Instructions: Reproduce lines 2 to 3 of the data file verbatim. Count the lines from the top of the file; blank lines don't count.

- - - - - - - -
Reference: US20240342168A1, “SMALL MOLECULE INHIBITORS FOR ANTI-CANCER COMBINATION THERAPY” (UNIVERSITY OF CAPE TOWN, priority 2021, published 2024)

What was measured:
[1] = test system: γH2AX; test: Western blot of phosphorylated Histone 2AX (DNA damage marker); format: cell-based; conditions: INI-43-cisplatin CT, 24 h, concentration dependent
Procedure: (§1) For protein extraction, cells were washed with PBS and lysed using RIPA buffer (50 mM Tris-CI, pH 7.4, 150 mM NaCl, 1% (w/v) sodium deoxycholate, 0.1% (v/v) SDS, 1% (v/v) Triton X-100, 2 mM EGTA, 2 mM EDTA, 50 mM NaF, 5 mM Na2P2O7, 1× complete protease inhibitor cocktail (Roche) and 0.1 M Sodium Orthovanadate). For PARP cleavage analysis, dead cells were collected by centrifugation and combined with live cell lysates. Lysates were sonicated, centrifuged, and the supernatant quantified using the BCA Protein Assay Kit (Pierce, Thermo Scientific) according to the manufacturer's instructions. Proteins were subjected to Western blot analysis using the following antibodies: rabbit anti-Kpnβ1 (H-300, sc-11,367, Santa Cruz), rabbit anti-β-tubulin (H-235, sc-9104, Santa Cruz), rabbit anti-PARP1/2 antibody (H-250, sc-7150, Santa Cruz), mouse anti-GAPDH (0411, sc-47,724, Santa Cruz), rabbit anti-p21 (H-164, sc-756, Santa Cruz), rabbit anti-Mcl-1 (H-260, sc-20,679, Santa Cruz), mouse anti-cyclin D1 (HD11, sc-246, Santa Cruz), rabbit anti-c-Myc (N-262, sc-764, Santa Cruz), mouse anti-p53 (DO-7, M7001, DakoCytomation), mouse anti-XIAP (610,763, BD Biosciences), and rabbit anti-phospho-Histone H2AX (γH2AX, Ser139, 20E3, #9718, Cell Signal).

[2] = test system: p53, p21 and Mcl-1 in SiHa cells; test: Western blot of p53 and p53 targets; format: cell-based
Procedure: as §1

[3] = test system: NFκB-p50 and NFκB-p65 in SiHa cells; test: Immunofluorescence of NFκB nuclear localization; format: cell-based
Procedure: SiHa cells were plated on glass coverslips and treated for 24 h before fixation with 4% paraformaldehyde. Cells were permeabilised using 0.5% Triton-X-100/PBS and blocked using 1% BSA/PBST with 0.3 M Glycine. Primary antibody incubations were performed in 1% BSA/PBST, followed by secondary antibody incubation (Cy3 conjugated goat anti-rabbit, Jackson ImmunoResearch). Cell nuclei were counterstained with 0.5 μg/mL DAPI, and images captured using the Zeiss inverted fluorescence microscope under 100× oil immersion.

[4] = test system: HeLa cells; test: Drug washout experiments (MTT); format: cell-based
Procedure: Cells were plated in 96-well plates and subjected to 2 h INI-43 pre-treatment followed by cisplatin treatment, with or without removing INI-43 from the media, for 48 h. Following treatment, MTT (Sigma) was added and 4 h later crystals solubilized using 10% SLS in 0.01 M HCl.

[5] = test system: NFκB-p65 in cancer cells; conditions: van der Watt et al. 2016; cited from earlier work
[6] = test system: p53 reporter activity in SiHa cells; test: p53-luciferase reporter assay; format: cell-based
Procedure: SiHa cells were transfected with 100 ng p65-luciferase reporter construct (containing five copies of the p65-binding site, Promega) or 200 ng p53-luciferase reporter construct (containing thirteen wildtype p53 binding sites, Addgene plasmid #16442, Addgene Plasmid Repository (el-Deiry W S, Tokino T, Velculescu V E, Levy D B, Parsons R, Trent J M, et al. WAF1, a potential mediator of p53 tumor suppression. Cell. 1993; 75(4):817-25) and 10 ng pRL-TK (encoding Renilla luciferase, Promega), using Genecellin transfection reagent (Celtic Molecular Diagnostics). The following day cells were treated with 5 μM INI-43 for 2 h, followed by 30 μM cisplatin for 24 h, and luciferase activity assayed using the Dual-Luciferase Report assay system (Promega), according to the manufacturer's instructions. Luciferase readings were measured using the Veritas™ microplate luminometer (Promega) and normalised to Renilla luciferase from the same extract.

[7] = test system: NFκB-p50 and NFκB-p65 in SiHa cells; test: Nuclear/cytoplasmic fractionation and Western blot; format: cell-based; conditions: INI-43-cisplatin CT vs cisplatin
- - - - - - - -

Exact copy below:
What was measured:
[1] = test system: γH2AX; test: Western blot of phosphorylated Histone 2AX (DNA damage marker); format: cell-based; conditions: INI-43-cisplatin CT, 24 h, concentration dependent